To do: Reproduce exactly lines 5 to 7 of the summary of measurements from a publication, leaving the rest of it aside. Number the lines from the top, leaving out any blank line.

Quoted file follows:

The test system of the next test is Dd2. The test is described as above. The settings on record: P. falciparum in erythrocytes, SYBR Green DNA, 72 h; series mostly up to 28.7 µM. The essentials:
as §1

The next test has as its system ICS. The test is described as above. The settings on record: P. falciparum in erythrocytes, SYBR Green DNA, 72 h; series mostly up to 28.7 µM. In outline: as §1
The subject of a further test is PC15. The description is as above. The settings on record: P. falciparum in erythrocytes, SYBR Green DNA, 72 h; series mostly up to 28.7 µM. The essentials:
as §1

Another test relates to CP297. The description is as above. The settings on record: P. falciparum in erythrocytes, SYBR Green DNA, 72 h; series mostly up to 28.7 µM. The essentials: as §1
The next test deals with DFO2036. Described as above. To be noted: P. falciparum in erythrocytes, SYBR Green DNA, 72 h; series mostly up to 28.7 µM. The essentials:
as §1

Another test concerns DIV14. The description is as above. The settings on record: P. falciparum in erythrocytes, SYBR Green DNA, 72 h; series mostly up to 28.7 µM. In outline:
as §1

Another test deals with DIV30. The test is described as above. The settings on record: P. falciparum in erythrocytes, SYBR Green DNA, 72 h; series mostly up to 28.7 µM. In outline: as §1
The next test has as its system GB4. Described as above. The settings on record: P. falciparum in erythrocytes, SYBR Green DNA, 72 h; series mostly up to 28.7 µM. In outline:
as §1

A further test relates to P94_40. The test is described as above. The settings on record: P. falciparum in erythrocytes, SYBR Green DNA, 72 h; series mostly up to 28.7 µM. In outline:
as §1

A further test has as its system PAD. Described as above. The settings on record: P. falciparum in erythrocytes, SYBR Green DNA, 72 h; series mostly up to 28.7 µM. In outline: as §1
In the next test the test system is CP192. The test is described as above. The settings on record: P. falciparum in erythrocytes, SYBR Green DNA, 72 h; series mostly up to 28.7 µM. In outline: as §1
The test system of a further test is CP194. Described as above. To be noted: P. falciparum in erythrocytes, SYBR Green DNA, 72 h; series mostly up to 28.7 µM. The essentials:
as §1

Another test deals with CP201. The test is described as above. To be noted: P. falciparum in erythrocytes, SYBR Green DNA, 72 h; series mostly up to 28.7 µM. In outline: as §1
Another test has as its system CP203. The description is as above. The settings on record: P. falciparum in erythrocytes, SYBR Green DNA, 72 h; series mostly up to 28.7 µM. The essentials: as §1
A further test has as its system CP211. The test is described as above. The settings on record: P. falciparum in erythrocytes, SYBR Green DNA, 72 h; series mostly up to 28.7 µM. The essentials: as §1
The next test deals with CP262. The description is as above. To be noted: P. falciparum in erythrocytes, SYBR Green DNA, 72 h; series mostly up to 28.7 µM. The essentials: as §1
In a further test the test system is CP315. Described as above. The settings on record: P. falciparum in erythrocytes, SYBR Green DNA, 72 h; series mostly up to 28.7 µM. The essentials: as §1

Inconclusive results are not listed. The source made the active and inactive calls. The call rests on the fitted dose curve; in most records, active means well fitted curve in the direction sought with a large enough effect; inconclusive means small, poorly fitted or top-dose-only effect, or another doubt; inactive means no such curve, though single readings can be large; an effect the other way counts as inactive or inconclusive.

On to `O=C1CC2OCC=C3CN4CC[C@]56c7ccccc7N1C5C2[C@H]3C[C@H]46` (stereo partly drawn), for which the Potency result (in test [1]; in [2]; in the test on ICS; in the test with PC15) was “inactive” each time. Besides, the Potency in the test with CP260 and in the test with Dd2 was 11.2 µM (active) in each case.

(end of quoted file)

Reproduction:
as §1

Another test relates to CP297. The description is as above. The settings on record: P. falciparum in erythrocytes, SYBR Green DNA, 72 h; series mostly up to 28.7 µM. The essentials: as §1
The next test deals with DFO2036. Described as above. To be noted: P. falciparum in erythrocytes, SYBR Green DNA, 72 h; series mostly up to 28.7 µM. The essentials: